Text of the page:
Melissa Jane Cook
• Josias Pila
Department of Arts and Culture
+ 27 12 441 3713 / +27 78 733 9709
• Mandela stands tall at Union Buildings
• Women in the struggle remembered
• The world pays tribute to a great man
• Gallery: Jacob Zuma’s inauguration
• South Africans queue to say goodbye to Mandela
The buildings are a constant reminder of political change, but have recently enjoyed the spotlight in the wake of iconic former president Nelson Mandela’s death. On these grounds Mandela lay in state; the building is, this year, 100 years’ old; on its grounds a massive nine-metre bronze-plated statue honouring the Father of the Nation was unveiled; and President Jacob Zuma declared the edifice a South African national heritage site.
“As we celebrate 100 years of the Union Buildings, we do so satisfied and happy that this seat of government is now not only rich in terms of its aesthetic beauty only,” President Zuma said at the annual 16 December Reconciliation Day commemorations; “It is also rich in moral value and symbolism as well. Given its growing national importance, we have decided to declare the Union Buildings a national heritage site.”
The Union Buildings house The Presidency and the Department of International Relations and Cooperation.
The history of Pretoria and a heritage of change
A paradigm shift in 1994 heralded the jubilant inauguration of former President Nelson Mandela, South Africa’s first democratically elected president. The Union Buildings transformed from a symbol of white, supremacist domination to one of genuine unity.
“By declaring the Union Buildings as a national heritage site, we are acknowledging its historic significance and affirm its value as one of the sites that houses our nation’s heritage.
“We are doing this as part of our ongoing work to write a new and inclusive narrative for our country, while we acknowledge the past; we also emphasise that we are now one nation and that our national symbols need to reflect that unity in diversity,” the president said in his address.
Influential architect Sir Herbert Baker designed this space in 1908. Building began in 1909 and it was completed in 1913. With construction spanning almost three years, it took some 1265 artisans and labourers to construct, using 14 million bricks for the interior office walls, half a million cubic feet of freestone, 74 000 cubic yards of concrete, 40 000 bags of cement and 20 000 cubic feet of granite.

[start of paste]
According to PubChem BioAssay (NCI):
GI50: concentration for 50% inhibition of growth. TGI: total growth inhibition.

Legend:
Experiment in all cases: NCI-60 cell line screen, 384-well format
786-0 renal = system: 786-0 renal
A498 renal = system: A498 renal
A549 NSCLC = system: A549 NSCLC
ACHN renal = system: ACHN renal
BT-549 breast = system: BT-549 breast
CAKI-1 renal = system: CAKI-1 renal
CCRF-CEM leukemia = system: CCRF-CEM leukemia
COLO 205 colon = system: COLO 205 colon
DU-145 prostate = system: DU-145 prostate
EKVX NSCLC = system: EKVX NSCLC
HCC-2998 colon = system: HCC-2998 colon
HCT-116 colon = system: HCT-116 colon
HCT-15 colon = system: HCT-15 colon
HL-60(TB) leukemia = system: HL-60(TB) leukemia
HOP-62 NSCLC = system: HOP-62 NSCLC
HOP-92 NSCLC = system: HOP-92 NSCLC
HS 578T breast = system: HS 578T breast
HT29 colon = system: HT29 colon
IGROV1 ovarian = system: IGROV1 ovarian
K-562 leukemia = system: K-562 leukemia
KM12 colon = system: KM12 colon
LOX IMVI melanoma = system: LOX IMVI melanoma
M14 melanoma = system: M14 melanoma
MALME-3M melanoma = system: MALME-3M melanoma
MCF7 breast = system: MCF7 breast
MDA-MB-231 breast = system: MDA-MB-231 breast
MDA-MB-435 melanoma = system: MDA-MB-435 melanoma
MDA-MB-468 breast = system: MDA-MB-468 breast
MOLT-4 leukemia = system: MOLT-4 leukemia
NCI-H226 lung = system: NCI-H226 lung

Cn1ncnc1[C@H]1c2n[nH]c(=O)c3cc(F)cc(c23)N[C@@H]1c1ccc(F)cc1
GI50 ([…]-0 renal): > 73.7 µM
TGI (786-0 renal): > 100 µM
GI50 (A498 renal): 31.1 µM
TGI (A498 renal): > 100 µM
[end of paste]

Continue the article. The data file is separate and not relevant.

Baker was strongly in favour of building at Meintjieskop, which was within a mile of the centre of Pretoria and reminded him strongly of the acropolises of Greece and Asia Minor, where he had studied Mediterranean architecture.
The concept of an acropolis and a building was in line with renowned British architect Sir Christopher Wren‘s theory that a public building should be a national ornament which establishes a nation, draws people and commerce and makes people love their country. The then powers that be, who, at the time were preoccupied with the ideal of establishing a new and united nation, were easily persuaded to approve the project.
“People will come from all over the world to wonder at the beauty of the site and to admire the forethought and courage of the men who selected it,” remarked the British high commissioner at the time, Lord Selborne.
Initially built to house the entire public service for the Union of South Africa, it was then the largest building in the country and the largest building work undertaken in the southern hemisphere at that time.
A symbol of unity and freedom
The Union Buildings were commissioned as part of establishing the Union of South Africa. Prior to this, South Africa had been divided into two British colonies and two independent Boer republics, which were all unified into one country after the Anglo Boer War.
From the mid-twentieth century, the Union Buildings served as a location for political protests, particularly during apartheid, and represent a dark layer of South Africa’s history.
Baker envisaged two identical wings spread out as a symbol of the meeting of English and Afrikaans cultures, the unification of a divided people. These wings were to be linked by a semi-circular wing, and the space in-between was levelled to form an amphitheatre, in the Greek fashion, for gatherings of national and ceremonial importance. This was to symbolise the unity accomplished after the Anglo Boer War.
The middle of the dome was meant to emulate the White House dome in the United States and was designed to symbolise a temple of peace; the dome was never finished and the Union Buildings are incomplete.
The matching statues atop the domed towers depicting Greek Titan Atlas holding up the world were sculpted by Abraham Broadbent.
The statue on the domed rostrum in the amphitheatre between the wings depicts Mercury, a mythic Roman messenger and a god of trade, sculpted by George Ness.
The closest suburb to the Union Buildings is Arcadia, which means “Playground of Gods”.